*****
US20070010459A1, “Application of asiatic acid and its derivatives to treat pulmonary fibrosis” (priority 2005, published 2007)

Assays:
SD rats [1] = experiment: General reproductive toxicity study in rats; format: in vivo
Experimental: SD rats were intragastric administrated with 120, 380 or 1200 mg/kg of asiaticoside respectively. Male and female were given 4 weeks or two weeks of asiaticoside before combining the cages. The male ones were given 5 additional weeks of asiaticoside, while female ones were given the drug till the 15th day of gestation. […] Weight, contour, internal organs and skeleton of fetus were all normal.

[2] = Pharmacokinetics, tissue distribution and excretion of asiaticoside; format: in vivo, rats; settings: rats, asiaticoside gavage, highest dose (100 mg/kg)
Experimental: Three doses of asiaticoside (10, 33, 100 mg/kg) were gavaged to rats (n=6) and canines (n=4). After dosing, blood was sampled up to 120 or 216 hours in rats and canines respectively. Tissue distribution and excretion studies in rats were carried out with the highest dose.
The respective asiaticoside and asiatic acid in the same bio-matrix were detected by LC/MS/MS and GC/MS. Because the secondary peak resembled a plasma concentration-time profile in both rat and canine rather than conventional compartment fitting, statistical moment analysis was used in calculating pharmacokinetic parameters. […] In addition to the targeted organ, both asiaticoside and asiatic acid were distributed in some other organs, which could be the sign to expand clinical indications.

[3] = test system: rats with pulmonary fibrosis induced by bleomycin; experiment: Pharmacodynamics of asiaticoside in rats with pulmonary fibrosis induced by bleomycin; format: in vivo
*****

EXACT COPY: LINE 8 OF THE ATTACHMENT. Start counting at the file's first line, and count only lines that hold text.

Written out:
[3] = test system: rats with pulmonary fibrosis induced by bleomycin; experiment: Pharmacodynamics of asiaticoside in rats with pulmonary fibrosis induced by bleomycin; format: in vivo